BC Public Services Benefits
This class proceeding concerns the rights of retired members of a pension plan to receive the benefits they are entitled to.
The action alleges that the British Columbia Provincial Government breached its contractual and fiduciary obligations to members of the British Columbia Sector Pension Plan in October, 2002, when it unilaterally announced that it would no longer pay 100% of the cost of premiums for Medical Services Plan Benefits and Extended Healthcare Benefits of the retirees. The action seeks damages for breach of fiduciary duty and breach of contract.
This action was certified as a class proceeding on November 30, 2005. The class of persons this action represents is detailed in the Notice of Certification, below. Generally, it is comprised of individuals who, on November 30, 2002, were retired members of the British Columbia Public Service Pension Plan who were presently entitled to receive premium-free Medical Services Plan and Extended Health Care Benefits and who retired on or before November 2002.
December 2, 2009
An appeal has been filed by counsel in British Columbia. For further information please refer to the BCGREA website at www.bcgrea.ca.
October 9, 2009
The Court dismissed the action on October 1, 2009 and the Plaintiff has filed an appeal to the British Columbia Court of Appeal. The Reasons for Judgment are accessible under the documents link to the right of this page.
February 2, 2009
The trial of this action commenced on February 2, 2009 and was completed over the course of one week. The trial judge’s decision is pending.
June 21, 2007
The Supreme Court of Canada denied the Defendant’s Application for Leave to Appeal the decision of the British Columbia Court of Appeal upholding the certification of this class proceeding. The Plaintiff’s application for leave to cross-appeal the variation of the class definition by the Court of Appeal was also dismissed.
January 22, 2007
The British Columbia Court of Appeal dismissed the Defendant’s appeal of the certification decision. The Court of Appeal varied the class definition, holding that retirees who were not directly employed by the Province of British Columbia were not entitled to proceed with a contractual claim.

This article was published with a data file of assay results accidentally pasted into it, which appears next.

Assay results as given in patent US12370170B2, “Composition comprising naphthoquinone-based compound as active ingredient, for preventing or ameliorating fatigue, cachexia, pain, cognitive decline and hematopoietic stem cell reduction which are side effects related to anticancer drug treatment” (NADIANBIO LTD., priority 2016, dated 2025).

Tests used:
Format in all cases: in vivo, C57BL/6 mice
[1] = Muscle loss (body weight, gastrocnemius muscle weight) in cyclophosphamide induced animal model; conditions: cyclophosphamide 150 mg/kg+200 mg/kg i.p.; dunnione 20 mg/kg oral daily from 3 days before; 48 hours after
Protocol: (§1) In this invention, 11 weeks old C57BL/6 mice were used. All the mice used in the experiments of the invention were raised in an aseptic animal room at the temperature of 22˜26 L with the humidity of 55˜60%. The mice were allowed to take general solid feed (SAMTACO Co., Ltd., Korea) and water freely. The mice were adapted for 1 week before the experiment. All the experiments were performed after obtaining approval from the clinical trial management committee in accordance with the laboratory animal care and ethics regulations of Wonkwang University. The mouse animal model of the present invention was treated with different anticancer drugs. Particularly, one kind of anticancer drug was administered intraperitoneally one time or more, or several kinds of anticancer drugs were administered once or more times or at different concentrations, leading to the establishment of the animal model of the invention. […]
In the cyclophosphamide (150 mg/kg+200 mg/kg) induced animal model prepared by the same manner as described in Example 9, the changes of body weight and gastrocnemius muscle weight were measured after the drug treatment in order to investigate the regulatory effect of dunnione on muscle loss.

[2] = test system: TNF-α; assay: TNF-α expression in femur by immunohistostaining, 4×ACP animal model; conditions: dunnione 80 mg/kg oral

October 20, 2006
The Defendant’s appeal of The Honourable Mr. Justice Melvin’s certification decision was heard by the British Columbia Court of Appeal.
November 30, 2005
This action was certified as a class proceeding by order of the Honourable Mr. Justice Melvin of the British Columbia Supreme Court.
- December 2, 2009
News Releases and Reports
- October 1, 2009 Reasons for Judgment
- June 27, 2008 Notice of Certification
- June 6, 2008 Further Amended Statement of Claim dated June 6, 2008
- March 1, 2008 Further Further Amended Statement of Defence dated March 2008
- November 13, 2007 Reasons for Judgment dated November 13, 2007
- January 2, 2007 Reasons for Judgment dated January 2, 2007
- November 30, 2005 Reasons for Judgment dated November 30, 2005
FAQSWhat is a class action?
A class action is a lawsuit which provides a method for a large group of people with common claims to join together to advance one large claim. Class actions are a more efficient and cost-effective way for groups of people with common claims to gain access to the legal system and seek justice.
What does certification mean?
In order for an action to proceed as a class action, the court must determine whether it is appropriate for the case to be treated as a class action. Some of the factors the courts consider are the extent to which the claims of the class members are common, and whether a class action is preferable to other methods (such as individual actions) of advancing the issues. The decision as to whether a class action should be certified takes place at a certification hearing and is decided by a judge. If certified, a representative plaintiff will advance the action on behalf of all of the class members.
How do I know if I am a Class Member?
The certification order will always contain a description of who is a class member. We post the certification orders in our actions so that you can review them. You do not need to “sign up” to become involved in a class action. If you are included in the class description, you are automatically a class member who will be affected by the outcome of the class action unless you decide to “opt out”.
Are Class Members notified of the certification of the class proceeding?
Yes. After the claim has been certified, the court will authorize notice to be given to the members of the class.
Can I opt out of a class action and pursue independent legal action?
Yes. When a class action is certified, class members are always given an opportunity to opt out of the action. A deadline is imposed for opting out. If you do not opt out by the given deadline, class members will be bound by the outcome of the class action, whether it is successful or unsuccessful. If you opt out, you will not receive any benefit if the action is successful.
Will there be any cost to class members for legal fees?
Typically, class actions are handled on a contingency fee basis, which means that the class action lawyers will be paid only if the class action is successful at trial or settled. In that case, class counsel fees may be paid by the defendants or out of the settlement or judgment proceeds as approved by the court. In addition, the plaintiff may seek funding assistance from the Class Proceeding Fund which, if funding is granted, may provide funding for disbursements.
I still have questions…
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